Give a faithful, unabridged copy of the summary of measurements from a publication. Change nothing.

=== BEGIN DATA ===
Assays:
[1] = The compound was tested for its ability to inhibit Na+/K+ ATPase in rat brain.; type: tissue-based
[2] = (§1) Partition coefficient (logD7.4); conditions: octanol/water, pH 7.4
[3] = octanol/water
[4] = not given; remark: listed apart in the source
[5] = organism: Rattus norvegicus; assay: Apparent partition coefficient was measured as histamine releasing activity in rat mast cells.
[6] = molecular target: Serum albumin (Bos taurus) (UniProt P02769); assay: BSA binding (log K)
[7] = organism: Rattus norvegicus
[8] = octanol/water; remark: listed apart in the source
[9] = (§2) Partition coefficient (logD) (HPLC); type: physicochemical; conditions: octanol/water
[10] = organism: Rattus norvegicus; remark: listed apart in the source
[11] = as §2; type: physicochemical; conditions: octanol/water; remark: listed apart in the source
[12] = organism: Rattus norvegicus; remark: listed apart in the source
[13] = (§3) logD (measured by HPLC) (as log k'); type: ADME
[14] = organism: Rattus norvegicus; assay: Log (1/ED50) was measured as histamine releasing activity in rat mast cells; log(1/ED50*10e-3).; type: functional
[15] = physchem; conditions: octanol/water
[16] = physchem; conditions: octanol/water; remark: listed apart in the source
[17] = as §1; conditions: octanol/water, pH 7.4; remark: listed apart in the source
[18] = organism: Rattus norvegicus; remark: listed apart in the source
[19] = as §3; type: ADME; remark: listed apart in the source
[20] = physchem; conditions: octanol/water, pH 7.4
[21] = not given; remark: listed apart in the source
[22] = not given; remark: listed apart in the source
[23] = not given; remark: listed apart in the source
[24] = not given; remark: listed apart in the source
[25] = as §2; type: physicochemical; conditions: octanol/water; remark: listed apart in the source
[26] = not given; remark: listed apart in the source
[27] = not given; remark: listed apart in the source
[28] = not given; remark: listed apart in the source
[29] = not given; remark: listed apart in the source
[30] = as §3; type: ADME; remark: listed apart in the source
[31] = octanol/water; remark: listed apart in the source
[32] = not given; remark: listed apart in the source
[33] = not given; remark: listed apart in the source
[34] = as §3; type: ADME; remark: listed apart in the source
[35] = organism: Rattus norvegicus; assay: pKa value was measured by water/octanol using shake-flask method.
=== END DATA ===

Assays:
[1] = The compound was tested for its ability to inhibit Na+/K+ ATPase in rat brain.; type: tissue-based
[2] = (§1) Partition coefficient (logD7.4); conditions: octanol/water, pH 7.4
[3] = octanol/water
[4] = not given; remark: listed apart in the source
[5] = organism: Rattus norvegicus; assay: Apparent partition coefficient was measured as histamine releasing activity in rat mast cells.
[6] = molecular target: Serum albumin (Bos taurus) (UniProt P02769); assay: BSA binding (log K)
[7] = organism: Rattus norvegicus
[8] = octanol/water; remark: listed apart in the source
[9] = (§2) Partition coefficient (logD) (HPLC); type: physicochemical; conditions: octanol/water
[10] = organism: Rattus norvegicus; remark: listed apart in the source
[11] = as §2; type: physicochemical; conditions: octanol/water; remark: listed apart in the source
[12] = organism: Rattus norvegicus; remark: listed apart in the source
[13] = (§3) logD (measured by HPLC) (as log k'); type: ADME
[14] = organism: Rattus norvegicus; assay: Log (1/ED50) was measured as histamine releasing activity in rat mast cells; log(1/ED50*10e-3).; type: functional
[15] = physchem; conditions: octanol/water
[16] = physchem; conditions: octanol/water; remark: listed apart in the source
[17] = as §1; conditions: octanol/water, pH 7.4; remark: listed apart in the source
[18] = organism: Rattus norvegicus; remark: listed apart in the source
[19] = as §3; type: ADME; remark: listed apart in the source
[20] = physchem; conditions: octanol/water, pH 7.4
[21] = not given; remark: listed apart in the source
[22] = not given; remark: listed apart in the source
[23] = not given; remark: listed apart in the source
[24] = not given; remark: listed apart in the source
[25] = as §2; type: physicochemical; conditions: octanol/water; remark: listed apart in the source
[26] = not given; remark: listed apart in the source
[27] = not given; remark: listed apart in the source
[28] = not given; remark: listed apart in the source
[29] = not given; remark: listed apart in the source
[30] = as §3; type: ADME; remark: listed apart in the source
[31] = octanol/water; remark: listed apart in the source
[32] = not given; remark: listed apart in the source
[33] = not given; remark: listed apart in the source
[34] = as §3; type: ADME; remark: listed apart in the source
[35] = organism: Rattus norvegicus; assay: pKa value was measured by water/octanol using shake-flask method.